47. Trying not to be a conspiracy nut, but since NASA is a government funded organization, and US taxpayers fund it i.e. – We paid for this information. Why and who has been sitting on this information for the entire “Global Warming” time period. The data start in 1988 and from the shown graph by 1995 the “causes more water” theory was shot down.
    Talk about hide the decline.

  48. @ Dodgy Geezer:

    One would think that this would signal the beginning of the end for the AGW hypothesis. The problem, though, is not one of proving or disproving the science. Progressive Green – environmentalism – is an ideology bordering on a religion. They will not give up their beliefs and their collectivist objectives so easily.

  49. alex says:
    March 6, 2013 at 11:56 am

    What counts is the total water vapor in the column and this is decided by the lower levels of the atmosphere, where most of the moisture is concentrated.

    The main point of the post is to dispel this myth. The total water vapor column amount is of little relevance to the forcing and global warming. A small water vapor change in the upper atmosphere has a large effect on OLR. Have a look at Figure 2.

    Cees de Valk says:
    March 6, 2013 at 11:58 am

    Umm … fair enough. But how come it did not cool between 1990 and 2001?

    Temperatures have risen from 1975 to 2002 because the sun reached a maximum magnetic flux activity in 1990, causing a maximum temperature response in about 2002.

    In 1990, the sun was more active than at any time in the past 8000 years.

    The sun’s magnetic flux affects the cosmic ray flux to earth, which changes cloud cover. It also has an effect on upper atmosphere electric currents, and ozone levels which affects climate.
    The upper atmosphere water vapor change was a negative feedback to the warming effects of both CO2 and the sun-induced warming.

  50. The Other Phil says:
    March 6, 2013 at 12:17 pm

    I’m struggling with the statement (critical to the conclusions) that the change on OLR (as a ratio to change in water vapor) for upper layers is orders of magnitude more than for lower layers. Can someone provide a physical explanation why this is plausible?

    See Clive Best’s comment March 6, 2013 at 12:01 pm.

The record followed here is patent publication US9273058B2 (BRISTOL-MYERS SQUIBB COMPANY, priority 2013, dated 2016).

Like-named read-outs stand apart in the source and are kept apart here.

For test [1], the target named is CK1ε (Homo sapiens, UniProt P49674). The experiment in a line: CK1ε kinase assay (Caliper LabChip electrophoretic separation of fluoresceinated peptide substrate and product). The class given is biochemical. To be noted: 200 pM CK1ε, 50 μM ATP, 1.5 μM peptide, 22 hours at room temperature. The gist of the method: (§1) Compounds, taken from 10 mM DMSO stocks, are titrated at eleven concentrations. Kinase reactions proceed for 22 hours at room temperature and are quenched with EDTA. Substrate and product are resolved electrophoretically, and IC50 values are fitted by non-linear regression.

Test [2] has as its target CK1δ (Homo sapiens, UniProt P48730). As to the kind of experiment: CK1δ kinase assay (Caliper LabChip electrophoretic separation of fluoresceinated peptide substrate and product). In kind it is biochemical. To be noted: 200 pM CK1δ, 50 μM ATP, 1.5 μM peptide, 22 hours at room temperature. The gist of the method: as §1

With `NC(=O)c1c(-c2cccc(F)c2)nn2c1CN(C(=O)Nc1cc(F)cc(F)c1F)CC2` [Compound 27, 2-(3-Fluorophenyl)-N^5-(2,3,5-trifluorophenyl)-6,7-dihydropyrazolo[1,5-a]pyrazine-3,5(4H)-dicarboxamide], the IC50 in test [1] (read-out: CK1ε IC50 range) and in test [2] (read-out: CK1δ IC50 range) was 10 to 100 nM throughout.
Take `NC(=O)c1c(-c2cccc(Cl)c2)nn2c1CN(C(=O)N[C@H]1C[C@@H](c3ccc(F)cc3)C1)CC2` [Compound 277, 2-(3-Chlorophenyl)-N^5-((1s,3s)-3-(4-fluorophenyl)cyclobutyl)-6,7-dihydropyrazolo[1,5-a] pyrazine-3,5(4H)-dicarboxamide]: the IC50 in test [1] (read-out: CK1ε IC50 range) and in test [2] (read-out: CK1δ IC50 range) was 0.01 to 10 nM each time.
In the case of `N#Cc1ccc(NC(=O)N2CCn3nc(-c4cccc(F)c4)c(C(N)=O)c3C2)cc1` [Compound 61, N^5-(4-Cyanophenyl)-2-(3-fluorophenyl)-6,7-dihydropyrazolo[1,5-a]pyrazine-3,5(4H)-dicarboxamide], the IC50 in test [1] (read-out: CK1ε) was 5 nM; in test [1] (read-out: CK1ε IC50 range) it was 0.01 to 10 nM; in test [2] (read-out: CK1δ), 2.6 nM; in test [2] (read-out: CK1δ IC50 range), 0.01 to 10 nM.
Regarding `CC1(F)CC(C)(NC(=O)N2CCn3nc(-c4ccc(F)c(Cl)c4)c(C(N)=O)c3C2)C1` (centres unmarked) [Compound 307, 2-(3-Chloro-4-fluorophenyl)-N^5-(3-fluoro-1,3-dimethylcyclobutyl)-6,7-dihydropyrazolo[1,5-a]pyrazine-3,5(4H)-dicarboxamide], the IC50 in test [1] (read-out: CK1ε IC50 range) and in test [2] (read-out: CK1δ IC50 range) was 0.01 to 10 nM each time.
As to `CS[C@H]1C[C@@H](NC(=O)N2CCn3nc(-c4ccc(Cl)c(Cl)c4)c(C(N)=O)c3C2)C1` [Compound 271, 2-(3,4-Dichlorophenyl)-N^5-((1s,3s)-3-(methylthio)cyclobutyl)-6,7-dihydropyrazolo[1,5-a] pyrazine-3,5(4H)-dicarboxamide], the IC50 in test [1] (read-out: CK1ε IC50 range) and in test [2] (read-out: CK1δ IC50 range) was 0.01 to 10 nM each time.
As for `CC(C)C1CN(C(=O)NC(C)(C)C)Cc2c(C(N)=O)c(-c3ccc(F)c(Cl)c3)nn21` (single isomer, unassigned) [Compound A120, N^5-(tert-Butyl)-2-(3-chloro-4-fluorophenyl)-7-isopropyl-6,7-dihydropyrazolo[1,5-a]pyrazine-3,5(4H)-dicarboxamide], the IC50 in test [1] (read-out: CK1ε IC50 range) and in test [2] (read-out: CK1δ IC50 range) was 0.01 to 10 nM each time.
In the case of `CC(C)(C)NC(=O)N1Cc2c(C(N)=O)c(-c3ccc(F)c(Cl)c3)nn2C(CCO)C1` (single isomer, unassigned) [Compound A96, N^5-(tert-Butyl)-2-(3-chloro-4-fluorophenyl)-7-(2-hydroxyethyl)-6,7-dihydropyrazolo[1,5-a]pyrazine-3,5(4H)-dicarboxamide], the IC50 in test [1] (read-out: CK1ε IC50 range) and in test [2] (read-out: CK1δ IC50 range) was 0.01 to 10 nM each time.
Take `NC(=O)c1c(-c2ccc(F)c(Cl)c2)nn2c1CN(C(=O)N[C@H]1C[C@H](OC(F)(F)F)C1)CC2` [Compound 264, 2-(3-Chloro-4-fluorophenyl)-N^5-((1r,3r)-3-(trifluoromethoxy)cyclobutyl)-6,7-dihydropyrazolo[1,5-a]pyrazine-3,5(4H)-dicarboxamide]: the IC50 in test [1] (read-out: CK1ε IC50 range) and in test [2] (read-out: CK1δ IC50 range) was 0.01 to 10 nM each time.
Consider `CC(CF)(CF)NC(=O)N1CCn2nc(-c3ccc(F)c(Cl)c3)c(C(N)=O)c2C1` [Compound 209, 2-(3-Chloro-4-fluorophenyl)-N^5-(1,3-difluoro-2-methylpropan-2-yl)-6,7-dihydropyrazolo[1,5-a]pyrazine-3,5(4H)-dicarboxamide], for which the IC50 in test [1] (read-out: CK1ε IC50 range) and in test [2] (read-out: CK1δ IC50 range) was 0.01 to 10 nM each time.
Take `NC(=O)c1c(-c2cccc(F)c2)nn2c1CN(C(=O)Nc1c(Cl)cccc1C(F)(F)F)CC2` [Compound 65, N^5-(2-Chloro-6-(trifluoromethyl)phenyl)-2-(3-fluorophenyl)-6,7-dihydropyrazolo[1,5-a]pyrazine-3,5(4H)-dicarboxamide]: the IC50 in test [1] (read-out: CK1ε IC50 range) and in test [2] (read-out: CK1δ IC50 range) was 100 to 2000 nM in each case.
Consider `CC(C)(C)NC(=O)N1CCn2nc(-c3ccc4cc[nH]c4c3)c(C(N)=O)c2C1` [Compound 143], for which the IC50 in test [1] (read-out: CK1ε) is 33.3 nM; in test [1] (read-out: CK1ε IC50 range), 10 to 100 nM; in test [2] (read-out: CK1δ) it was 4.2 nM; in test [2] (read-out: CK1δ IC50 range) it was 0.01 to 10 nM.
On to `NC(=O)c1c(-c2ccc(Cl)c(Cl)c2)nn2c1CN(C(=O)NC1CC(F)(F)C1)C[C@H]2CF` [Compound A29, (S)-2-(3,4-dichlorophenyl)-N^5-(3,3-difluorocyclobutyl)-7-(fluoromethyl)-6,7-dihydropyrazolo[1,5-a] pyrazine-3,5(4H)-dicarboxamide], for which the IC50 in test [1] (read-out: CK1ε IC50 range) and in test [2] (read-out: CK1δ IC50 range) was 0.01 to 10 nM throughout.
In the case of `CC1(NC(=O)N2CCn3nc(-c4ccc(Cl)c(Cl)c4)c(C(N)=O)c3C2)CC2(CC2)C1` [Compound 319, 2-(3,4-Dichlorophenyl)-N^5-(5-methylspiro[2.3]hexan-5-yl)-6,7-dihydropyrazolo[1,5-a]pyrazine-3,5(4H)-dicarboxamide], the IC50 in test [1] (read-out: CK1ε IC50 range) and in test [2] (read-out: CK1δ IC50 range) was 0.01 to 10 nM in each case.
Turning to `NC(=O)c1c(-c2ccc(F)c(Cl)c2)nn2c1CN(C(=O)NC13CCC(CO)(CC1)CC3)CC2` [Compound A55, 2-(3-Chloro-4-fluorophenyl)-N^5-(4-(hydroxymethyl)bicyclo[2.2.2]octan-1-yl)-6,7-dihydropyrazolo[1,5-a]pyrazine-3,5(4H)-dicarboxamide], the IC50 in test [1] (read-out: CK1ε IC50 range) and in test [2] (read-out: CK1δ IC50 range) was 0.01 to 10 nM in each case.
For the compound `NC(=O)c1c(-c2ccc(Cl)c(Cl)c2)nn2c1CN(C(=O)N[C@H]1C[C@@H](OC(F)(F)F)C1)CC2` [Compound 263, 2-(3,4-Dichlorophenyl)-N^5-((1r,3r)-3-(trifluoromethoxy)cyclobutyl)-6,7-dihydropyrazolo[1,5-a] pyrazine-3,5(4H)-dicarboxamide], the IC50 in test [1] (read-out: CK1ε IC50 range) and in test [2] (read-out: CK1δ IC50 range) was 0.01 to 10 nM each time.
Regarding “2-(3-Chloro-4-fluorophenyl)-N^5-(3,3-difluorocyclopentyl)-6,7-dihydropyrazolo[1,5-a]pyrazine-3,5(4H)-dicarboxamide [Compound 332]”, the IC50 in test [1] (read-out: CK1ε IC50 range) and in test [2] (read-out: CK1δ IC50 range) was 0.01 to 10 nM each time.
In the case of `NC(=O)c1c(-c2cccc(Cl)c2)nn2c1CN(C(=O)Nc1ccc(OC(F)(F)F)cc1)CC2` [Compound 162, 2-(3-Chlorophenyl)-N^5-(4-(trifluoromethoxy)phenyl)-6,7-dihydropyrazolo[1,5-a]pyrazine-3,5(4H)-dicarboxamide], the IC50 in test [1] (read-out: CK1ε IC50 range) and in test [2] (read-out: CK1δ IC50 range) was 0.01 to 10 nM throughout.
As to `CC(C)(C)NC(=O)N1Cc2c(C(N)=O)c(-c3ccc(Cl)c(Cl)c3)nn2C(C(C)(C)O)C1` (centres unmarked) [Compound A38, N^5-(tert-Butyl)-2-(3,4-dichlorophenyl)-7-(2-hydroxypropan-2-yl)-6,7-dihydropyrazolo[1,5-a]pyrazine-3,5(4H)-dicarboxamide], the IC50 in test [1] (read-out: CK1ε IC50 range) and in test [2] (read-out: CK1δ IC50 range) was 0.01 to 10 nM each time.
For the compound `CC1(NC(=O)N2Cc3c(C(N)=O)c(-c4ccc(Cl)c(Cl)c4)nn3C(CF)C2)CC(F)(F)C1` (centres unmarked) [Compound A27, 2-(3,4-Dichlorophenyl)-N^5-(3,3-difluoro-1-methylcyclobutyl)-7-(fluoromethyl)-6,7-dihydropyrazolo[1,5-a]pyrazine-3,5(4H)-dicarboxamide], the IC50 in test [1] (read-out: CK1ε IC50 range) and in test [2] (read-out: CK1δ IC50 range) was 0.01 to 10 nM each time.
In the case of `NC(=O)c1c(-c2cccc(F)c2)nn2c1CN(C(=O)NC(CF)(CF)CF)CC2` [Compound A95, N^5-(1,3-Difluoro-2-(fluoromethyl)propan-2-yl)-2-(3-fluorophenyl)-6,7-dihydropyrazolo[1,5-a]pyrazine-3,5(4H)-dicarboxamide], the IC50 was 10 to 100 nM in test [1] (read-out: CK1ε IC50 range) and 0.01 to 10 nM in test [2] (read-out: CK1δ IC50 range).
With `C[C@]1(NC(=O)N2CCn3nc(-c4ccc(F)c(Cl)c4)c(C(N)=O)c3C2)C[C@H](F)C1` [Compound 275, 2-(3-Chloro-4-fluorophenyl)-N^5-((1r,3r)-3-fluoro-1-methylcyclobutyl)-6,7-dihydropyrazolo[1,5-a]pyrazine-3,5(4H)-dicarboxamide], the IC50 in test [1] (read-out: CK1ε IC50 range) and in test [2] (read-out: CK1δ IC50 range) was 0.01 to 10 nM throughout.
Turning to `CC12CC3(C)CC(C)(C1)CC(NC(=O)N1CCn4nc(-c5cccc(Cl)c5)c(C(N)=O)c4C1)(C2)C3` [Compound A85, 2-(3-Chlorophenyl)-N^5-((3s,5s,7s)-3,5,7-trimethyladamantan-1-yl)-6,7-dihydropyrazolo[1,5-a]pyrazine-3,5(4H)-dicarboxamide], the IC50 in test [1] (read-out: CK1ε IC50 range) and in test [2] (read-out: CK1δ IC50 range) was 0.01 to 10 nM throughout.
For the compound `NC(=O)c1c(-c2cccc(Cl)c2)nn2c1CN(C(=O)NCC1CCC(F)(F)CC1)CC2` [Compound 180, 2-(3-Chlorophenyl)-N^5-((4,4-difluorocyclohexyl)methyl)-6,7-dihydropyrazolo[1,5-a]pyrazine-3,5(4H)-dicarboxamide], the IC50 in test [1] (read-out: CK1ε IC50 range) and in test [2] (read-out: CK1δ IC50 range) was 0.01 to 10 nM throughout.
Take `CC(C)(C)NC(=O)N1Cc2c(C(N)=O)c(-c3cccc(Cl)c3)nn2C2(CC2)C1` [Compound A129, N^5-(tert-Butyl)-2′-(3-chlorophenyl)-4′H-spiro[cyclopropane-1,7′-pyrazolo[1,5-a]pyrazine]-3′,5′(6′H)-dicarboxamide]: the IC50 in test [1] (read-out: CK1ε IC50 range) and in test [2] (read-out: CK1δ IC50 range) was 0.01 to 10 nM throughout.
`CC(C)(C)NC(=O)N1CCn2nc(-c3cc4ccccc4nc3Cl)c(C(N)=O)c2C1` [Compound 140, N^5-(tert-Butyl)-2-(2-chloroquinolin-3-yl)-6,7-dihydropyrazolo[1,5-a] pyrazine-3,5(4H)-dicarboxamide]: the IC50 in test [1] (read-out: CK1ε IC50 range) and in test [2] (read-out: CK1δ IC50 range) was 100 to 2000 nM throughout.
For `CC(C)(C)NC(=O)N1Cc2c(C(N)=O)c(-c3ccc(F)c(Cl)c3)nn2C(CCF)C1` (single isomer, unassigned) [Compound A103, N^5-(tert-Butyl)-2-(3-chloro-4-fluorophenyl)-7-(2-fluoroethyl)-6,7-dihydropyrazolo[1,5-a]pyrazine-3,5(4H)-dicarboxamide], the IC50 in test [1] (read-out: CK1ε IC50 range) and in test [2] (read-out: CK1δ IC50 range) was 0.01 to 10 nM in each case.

Generally, outside of the atmospheric window, a photon of radiation emitted by the lower atmosphere can travel only a short distance before being absorbed by water vapor. Most of the heat energy from the lower atmosphere must move up by convection to an altitude high enough in the atmosphere where the water vapor concentration is low enough that it can escape to space without being absorbed by a greenhouse gas molecule. All this is calculated by line-by-line radiative code computer programs that use thousands of measured absorption lines from the HITRAN data base.

  51. Theo Goodwin says:
    March 6, 2013 at 12:22 pm

    No one has a clue what the value [of temperature change due to doubling CO2 without feedbacks] is in the atmosphere. That is because forcings and feedbacks are at work in the atmosphere and the magnitudes of the forcings and feedbacks are unknown.

    You don’t need to know the value of feedbacks to calculate the no-feeback climate sensitivity. The no-feedback climate sensitivity to double CO2 is calculated by climate models where water vapor, clouds, ice, evaporation etc. are held constant. It is about 1 C.

  52. The bottom line for separating science from nonsense is the recognition of massive model error or insignificant terms comprising the model. It is political science when the model errors don’t matter and the message continues on unabated.

  53. Lance Wallace says:
    March 6, 2013 at 12:39 pm

    Checking the links in the above shows there was a paper published online on Aug 3 in GRL:
    Thomas H. Vonder Haar1,2,*, Janice L. Bytheway1,2, John M. Forsythe1,3
    Article first published online: 3 AUG 2012

    Can anyone get the full pdf (behind a paywall)?

    I provided a link to the Vonder Haar et al (2012) paper just above Figure 4.

  54. What has been happening since 2001 ?

    I would expect to see a cessation of the decline or a slight recovery

  55. Some have argued for atmospheric heat energy to be used as a better and more meaningful metric than a supposed global mean temperature. Heat is a product of temp and water content. Viewed this way, decreasing water vapour could mean that increasing temperatures have not reflected increasing heat.

  56. Rattus Norvegicus says:
    March 6, 2013 at 1:28 pm

    You might want to read NASA’s statement on using NVAP for multidecadal trends:

    http://nvap.stcnet.com/NVAP_Trend_Statement.pdf

    Quick summary: don’t do it!

    You are joking, right?!
    The NVAP-M people released just the irrelevant total water vapor column even-year annual numbers only, but not the by-layered data. We don’t want to confuse the IPCC lead authors preparing the AR5 with inconvenient data!/sarc

    Janice L. Bytheway, co-author of the Vonder Haar (2012) paper and NVAP-M team member wrote in an email to me 7/24/2012:
    “As for your interest in the trends at the upper versus lower levels of the atmosphere, we unfortunately don’t have the staff or funding to provide subsets of the data at this time.”
    A strange response since the total column amount is just the sum of the layers.

    Again, this is the best available data. We expect that the data might improve, or be adjusted in the future, for better or worst. Of course we should use it, even if the result is embarrassing to the NASA team. They will get abuse from their climate alarmist colleagues, but we can hope it will not be as severe as what Phil Jones feared from his pals when he admitted there was a pause in global warming. Phil said “They will kill me!”